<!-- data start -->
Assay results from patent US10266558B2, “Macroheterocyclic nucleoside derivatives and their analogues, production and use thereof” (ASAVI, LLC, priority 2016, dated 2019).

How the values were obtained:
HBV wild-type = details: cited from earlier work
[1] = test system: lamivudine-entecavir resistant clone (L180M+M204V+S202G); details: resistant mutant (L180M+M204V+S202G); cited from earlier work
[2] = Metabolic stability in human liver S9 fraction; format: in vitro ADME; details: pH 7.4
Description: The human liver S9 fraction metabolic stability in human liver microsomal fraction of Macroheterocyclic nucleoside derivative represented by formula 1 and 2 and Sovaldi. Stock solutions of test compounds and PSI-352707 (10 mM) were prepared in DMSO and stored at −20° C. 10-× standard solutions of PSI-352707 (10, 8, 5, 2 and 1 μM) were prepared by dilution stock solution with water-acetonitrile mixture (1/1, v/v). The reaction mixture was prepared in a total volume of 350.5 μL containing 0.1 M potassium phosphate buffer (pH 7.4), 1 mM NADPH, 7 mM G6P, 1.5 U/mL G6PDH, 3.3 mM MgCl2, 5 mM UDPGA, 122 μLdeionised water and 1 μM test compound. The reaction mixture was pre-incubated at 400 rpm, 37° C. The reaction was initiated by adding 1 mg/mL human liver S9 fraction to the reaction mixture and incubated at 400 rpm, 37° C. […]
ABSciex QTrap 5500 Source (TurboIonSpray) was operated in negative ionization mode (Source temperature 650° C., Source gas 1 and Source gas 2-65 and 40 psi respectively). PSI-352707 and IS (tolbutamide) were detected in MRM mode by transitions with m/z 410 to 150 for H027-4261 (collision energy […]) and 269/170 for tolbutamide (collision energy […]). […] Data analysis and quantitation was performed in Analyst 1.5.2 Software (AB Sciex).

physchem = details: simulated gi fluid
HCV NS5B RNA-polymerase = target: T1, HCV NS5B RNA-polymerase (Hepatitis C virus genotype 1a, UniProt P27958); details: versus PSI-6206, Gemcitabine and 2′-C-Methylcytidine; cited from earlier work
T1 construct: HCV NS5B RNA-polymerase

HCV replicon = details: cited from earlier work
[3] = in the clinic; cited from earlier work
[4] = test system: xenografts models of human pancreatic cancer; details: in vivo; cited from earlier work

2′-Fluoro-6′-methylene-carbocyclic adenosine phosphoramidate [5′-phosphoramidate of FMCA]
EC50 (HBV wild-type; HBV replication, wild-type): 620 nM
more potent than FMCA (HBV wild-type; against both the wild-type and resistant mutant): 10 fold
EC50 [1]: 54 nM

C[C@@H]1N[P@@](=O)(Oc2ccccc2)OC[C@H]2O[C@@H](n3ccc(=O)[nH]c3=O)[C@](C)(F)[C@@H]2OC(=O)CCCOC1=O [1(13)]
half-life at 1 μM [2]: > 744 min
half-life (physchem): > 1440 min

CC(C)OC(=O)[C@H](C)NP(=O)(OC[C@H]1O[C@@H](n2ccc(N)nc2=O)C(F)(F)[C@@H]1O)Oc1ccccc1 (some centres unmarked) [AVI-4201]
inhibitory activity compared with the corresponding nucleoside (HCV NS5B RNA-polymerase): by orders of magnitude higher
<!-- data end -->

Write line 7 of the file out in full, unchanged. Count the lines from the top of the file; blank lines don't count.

ABSciex QTrap 5500 Source (TurboIonSpray) was operated in negative ionization mode (Source temperature 650° C., Source gas 1 and Source gas 2-65 and 40 psi respectively). PSI-352707 and IS (tolbutamide) were detected in MRM mode by transitions with m/z 410 to 150 for H027-4261 (collision energy […]) and 269/170 for tolbutamide (collision energy […]). […] Data analysis and quantitation was performed in Analyst 1.5.2 Software (AB Sciex).